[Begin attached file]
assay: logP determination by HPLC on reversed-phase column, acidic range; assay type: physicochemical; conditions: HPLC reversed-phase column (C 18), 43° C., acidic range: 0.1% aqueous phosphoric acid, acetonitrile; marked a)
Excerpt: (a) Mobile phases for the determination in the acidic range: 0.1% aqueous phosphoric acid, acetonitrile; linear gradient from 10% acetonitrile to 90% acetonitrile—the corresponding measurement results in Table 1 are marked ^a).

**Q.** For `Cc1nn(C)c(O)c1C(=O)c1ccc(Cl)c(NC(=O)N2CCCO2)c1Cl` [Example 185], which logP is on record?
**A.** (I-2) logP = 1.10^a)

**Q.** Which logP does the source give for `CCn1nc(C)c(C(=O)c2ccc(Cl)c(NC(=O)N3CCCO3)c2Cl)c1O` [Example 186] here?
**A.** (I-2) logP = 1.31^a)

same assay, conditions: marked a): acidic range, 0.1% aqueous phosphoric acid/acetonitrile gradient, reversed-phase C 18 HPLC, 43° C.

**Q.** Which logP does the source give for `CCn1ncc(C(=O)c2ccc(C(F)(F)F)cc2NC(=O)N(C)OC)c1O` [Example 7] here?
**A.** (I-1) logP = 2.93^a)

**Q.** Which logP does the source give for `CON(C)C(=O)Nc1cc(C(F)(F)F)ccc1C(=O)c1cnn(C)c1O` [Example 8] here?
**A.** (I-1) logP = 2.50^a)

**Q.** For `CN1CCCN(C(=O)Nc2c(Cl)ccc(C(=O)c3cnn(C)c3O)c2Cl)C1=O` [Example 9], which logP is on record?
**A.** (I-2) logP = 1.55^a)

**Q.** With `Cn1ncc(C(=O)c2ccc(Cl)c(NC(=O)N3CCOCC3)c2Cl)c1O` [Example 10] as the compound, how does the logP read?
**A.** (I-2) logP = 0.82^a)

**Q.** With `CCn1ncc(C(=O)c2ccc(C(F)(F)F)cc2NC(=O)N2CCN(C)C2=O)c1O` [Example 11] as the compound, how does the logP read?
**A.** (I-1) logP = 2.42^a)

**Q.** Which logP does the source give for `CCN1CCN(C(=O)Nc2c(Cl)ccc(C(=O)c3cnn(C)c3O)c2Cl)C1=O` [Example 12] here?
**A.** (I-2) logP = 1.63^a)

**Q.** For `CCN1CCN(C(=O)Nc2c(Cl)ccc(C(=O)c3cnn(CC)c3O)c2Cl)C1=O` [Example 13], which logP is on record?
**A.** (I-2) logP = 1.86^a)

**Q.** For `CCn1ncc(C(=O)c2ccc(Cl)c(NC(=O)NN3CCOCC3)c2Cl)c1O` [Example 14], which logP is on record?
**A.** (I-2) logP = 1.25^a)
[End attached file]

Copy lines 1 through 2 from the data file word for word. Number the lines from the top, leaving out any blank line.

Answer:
assay: logP determination by HPLC on reversed-phase column, acidic range; assay type: physicochemical; conditions: HPLC reversed-phase column (C 18), 43° C., acidic range: 0.1% aqueous phosphoric acid, acetonitrile; marked a)
Excerpt: (a) Mobile phases for the determination in the acidic range: 0.1% aqueous phosphoric acid, acetonitrile; linear gradient from 10% acetonitrile to 90% acetonitrile—the corresponding measurement results in Table 1 are marked ^a).